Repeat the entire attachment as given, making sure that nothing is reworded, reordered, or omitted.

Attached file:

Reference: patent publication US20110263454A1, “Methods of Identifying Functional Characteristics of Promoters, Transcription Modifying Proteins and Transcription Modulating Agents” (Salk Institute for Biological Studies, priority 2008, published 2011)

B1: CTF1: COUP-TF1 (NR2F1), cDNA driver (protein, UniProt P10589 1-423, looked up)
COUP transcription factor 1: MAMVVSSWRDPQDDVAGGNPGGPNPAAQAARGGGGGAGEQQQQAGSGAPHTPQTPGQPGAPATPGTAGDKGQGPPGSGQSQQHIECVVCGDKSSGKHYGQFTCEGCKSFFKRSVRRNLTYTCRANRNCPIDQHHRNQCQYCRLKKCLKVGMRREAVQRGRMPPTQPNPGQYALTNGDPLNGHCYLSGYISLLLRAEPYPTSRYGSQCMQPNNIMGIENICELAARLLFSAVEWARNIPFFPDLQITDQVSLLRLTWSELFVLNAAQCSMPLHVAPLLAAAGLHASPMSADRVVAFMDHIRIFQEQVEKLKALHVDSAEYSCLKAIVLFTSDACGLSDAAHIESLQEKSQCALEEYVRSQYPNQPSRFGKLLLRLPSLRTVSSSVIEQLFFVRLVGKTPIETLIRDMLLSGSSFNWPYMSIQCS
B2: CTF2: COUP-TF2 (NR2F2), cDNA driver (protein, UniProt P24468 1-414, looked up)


Reference: patent publication US20110263454A1, “Methods of Identifying Functional Characteristics of Promoters, Transcription Modifying Proteins and Transcription Modulating Agents” (Salk Institute for Biological Studies, priority 2008, published 2011)

B1: CTF1: COUP-TF1 (NR2F1), cDNA driver (protein, UniProt P10589 1-423, looked up)
COUP transcription factor 1: MAMVVSSWRDPQDDVAGGNPGGPNPAAQAARGGGGGAGEQQQQAGSGAPHTPQTPGQPGAPATPGTAGDKGQGPPGSGQSQQHIECVVCGDKSSGKHYGQFTCEGCKSFFKRSVRRNLTYTCRANRNCPIDQHHRNQCQYCRLKKCLKVGMRREAVQRGRMPPTQPNPGQYALTNGDPLNGHCYLSGYISLLLRAEPYPTSRYGSQCMQPNNIMGIENICELAARLLFSAVEWARNIPFFPDLQITDQVSLLRLTWSELFVLNAAQCSMPLHVAPLLAAAGLHASPMSADRVVAFMDHIRIFQEQVEKLKALHVDSAEYSCLKAIVLFTSDACGLSDAAHIESLQEKSQCALEEYVRSQYPNQPSRFGKLLLRLPSLRTVSSSVIEQLFFVRLVGKTPIETLIRDMLLSGSSFNWPYMSIQCS
B2: CTF2: COUP-TF2 (NR2F2), cDNA driver (protein, UniProt P24468 1-414, looked up)